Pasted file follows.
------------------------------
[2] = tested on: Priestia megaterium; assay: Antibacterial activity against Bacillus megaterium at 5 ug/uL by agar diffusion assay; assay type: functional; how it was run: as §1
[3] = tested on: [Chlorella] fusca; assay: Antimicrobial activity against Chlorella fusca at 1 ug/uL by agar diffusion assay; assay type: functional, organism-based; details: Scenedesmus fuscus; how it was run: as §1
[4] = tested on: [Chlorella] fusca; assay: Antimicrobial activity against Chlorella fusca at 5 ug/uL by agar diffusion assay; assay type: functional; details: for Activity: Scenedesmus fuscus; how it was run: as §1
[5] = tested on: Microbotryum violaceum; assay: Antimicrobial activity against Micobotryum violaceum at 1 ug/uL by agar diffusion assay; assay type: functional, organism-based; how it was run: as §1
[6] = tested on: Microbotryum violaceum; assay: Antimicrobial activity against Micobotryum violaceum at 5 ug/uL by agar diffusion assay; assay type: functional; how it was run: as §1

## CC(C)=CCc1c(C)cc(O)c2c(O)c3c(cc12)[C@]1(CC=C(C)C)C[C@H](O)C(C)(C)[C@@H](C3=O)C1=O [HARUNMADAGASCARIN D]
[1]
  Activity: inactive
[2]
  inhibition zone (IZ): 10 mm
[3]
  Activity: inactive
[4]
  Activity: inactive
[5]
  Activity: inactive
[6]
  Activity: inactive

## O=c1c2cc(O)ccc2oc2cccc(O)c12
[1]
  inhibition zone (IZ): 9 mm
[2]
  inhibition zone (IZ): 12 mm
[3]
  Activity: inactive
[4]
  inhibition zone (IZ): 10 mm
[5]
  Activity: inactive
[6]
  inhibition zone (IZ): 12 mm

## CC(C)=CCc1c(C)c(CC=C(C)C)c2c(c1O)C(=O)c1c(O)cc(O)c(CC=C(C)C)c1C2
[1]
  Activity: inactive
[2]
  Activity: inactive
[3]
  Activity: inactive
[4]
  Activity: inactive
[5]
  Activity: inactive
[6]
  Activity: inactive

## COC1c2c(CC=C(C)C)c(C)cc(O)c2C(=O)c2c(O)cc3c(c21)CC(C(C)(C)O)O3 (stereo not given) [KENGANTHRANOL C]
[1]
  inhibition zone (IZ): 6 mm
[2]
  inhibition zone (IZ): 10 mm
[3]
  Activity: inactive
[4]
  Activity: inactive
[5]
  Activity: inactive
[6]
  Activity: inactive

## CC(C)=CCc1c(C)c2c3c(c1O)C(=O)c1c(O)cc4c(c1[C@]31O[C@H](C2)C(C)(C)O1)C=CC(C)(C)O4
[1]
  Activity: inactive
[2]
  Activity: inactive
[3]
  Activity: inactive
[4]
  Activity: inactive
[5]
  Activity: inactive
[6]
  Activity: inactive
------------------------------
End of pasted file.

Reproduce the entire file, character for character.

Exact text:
[2] = tested on: Priestia megaterium; assay: Antibacterial activity against Bacillus megaterium at 5 ug/uL by agar diffusion assay; assay type: functional; how it was run: as §1
[3] = tested on: [Chlorella] fusca; assay: Antimicrobial activity against Chlorella fusca at 1 ug/uL by agar diffusion assay; assay type: functional, organism-based; details: Scenedesmus fuscus; how it was run: as §1
[4] = tested on: [Chlorella] fusca; assay: Antimicrobial activity against Chlorella fusca at 5 ug/uL by agar diffusion assay; assay type: functional; details: for Activity: Scenedesmus fuscus; how it was run: as §1
[5] = tested on: Microbotryum violaceum; assay: Antimicrobial activity against Micobotryum violaceum at 1 ug/uL by agar diffusion assay; assay type: functional, organism-based; how it was run: as §1
[6] = tested on: Microbotryum violaceum; assay: Antimicrobial activity against Micobotryum violaceum at 5 ug/uL by agar diffusion assay; assay type: functional; how it was run: as §1

## CC(C)=CCc1c(C)cc(O)c2c(O)c3c(cc12)[C@]1(CC=C(C)C)C[C@H](O)C(C)(C)[C@@H](C3=O)C1=O [HARUNMADAGASCARIN D]
[1]
  Activity: inactive
[2]
  inhibition zone (IZ): 10 mm
[3]
  Activity: inactive
[4]
  Activity: inactive
[5]
  Activity: inactive
[6]
  Activity: inactive

## O=c1c2cc(O)ccc2oc2cccc(O)c12
[1]
  inhibition zone (IZ): 9 mm
[2]
  inhibition zone (IZ): 12 mm
[3]
  Activity: inactive
[4]
  inhibition zone (IZ): 10 mm
[5]
  Activity: inactive
[6]
  inhibition zone (IZ): 12 mm

## CC(C)=CCc1c(C)c(CC=C(C)C)c2c(c1O)C(=O)c1c(O)cc(O)c(CC=C(C)C)c1C2
[1]
  Activity: inactive
[2]
  Activity: inactive
[3]
  Activity: inactive
[4]
  Activity: inactive
[5]
  Activity: inactive
[6]
  Activity: inactive

## COC1c2c(CC=C(C)C)c(C)cc(O)c2C(=O)c2c(O)cc3c(c21)CC(C(C)(C)O)O3 (stereo not given) [KENGANTHRANOL C]
[1]
  inhibition zone (IZ): 6 mm
[2]
  inhibition zone (IZ): 10 mm
[3]
  Activity: inactive
[4]
  Activity: inactive
[5]
  Activity: inactive
[6]
  Activity: inactive

## CC(C)=CCc1c(C)c2c3c(c1O)C(=O)c1c(O)cc4c(c1[C@]31O[C@H](C2)C(C)(C)O1)C=CC(C)(C)O4
[1]
  Activity: inactive
[2]
  Activity: inactive
[3]
  Activity: inactive
[4]
  Activity: inactive
[5]
  Activity: inactive
[6]
  Activity: inactive